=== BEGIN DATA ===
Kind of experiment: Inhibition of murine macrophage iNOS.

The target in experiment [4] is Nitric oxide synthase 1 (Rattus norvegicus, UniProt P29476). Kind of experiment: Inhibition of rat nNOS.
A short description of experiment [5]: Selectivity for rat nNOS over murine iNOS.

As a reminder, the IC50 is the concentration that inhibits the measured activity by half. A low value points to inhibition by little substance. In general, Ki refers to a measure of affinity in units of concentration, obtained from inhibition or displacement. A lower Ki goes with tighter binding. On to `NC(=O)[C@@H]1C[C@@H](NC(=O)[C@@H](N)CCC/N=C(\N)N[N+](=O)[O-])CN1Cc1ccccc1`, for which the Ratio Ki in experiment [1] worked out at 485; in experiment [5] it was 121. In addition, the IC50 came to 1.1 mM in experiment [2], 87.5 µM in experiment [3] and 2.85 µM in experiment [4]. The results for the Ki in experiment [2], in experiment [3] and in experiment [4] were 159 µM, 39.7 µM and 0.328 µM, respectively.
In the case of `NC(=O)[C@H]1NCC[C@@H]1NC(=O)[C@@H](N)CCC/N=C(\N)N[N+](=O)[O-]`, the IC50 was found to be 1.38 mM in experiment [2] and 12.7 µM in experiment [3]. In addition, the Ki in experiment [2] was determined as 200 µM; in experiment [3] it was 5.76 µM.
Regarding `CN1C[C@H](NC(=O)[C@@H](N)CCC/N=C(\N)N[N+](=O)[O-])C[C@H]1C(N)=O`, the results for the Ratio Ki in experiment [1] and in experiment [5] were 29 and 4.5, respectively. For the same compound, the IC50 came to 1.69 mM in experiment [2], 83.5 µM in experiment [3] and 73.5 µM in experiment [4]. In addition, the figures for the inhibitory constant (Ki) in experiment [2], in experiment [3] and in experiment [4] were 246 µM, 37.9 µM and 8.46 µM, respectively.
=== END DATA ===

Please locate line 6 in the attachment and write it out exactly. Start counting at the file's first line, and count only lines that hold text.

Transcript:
Regarding `CN1C[C@H](NC(=O)[C@@H](N)CCC/N=C(\N)N[N+](=O)[O-])C[C@H]1C(N)=O`, the results for the Ratio Ki in experiment [1] and in experiment [5] were 29 and 4.5, respectively. For the same compound, the IC50 came to 1.69 mM in experiment [2], 83.5 µM in experiment [3] and 73.5 µM in experiment [4]. In addition, the figures for the inhibitory constant (Ki) in experiment [2], in experiment [3] and in experiment [4] were 246 µM, 37.9 µM and 8.46 µM, respectively.